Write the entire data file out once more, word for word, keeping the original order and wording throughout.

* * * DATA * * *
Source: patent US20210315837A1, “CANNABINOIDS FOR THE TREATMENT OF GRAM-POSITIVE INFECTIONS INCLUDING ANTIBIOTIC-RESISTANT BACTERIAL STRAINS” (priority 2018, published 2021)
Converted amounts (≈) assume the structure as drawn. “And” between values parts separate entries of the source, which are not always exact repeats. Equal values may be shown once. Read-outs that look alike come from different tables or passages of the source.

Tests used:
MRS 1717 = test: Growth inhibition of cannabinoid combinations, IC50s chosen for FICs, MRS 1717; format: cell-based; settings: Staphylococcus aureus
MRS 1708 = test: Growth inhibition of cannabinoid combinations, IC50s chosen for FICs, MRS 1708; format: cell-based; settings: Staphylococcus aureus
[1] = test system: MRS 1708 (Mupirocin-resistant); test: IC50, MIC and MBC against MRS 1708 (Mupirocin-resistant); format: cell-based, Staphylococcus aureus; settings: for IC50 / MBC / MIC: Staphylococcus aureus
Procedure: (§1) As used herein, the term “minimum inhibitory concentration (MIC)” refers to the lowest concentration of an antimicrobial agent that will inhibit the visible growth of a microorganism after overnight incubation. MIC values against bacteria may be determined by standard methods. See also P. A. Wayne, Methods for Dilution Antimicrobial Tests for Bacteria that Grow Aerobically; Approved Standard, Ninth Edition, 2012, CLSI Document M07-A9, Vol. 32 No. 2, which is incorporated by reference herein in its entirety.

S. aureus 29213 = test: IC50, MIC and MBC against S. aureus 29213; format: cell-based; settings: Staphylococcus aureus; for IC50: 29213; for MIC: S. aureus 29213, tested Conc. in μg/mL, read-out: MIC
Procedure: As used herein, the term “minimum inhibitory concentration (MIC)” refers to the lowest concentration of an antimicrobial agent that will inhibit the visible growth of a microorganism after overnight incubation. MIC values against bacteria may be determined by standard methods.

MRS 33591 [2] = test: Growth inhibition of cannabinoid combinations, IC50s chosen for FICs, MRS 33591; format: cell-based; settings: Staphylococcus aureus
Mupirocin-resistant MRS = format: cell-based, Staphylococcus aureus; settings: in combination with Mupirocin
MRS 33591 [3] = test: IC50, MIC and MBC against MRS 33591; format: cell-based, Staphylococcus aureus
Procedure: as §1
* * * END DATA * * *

Source: patent US20210315837A1, “CANNABINOIDS FOR THE TREATMENT OF GRAM-POSITIVE INFECTIONS INCLUDING ANTIBIOTIC-RESISTANT BACTERIAL STRAINS” (priority 2018, published 2021)
Converted amounts (≈) assume the structure as drawn. “And” between values parts separate entries of the source, which are not always exact repeats. Equal values may be shown once. Read-outs that look alike come from different tables or passages of the source.

Tests used:
MRS 1717 = test: Growth inhibition of cannabinoid combinations, IC50s chosen for FICs, MRS 1717; format: cell-based; settings: Staphylococcus aureus
MRS 1708 = test: Growth inhibition of cannabinoid combinations, IC50s chosen for FICs, MRS 1708; format: cell-based; settings: Staphylococcus aureus
[1] = test system: MRS 1708 (Mupirocin-resistant); test: IC50, MIC and MBC against MRS 1708 (Mupirocin-resistant); format: cell-based, Staphylococcus aureus; settings: for IC50 / MBC / MIC: Staphylococcus aureus
Procedure: (§1) As used herein, the term “minimum inhibitory concentration (MIC)” refers to the lowest concentration of an antimicrobial agent that will inhibit the visible growth of a microorganism after overnight incubation. MIC values against bacteria may be determined by standard methods. See also P. A. Wayne, Methods for Dilution Antimicrobial Tests for Bacteria that Grow Aerobically; Approved Standard, Ninth Edition, 2012, CLSI Document M07-A9, Vol. 32 No. 2, which is incorporated by reference herein in its entirety.

S. aureus 29213 = test: IC50, MIC and MBC against S. aureus 29213; format: cell-based; settings: Staphylococcus aureus; for IC50: 29213; for MIC: S. aureus 29213, tested Conc. in μg/mL, read-out: MIC
Procedure: As used herein, the term “minimum inhibitory concentration (MIC)” refers to the lowest concentration of an antimicrobial agent that will inhibit the visible growth of a microorganism after overnight incubation. MIC values against bacteria may be determined by standard methods.

MRS 33591 [2] = test: Growth inhibition of cannabinoid combinations, IC50s chosen for FICs, MRS 33591; format: cell-based; settings: Staphylococcus aureus
Mupirocin-resistant MRS = format: cell-based, Staphylococcus aureus; settings: in combination with Mupirocin
MRS 33591 [3] = test: IC50, MIC and MBC against MRS 33591; format: cell-based, Staphylococcus aureus
Procedure: as §1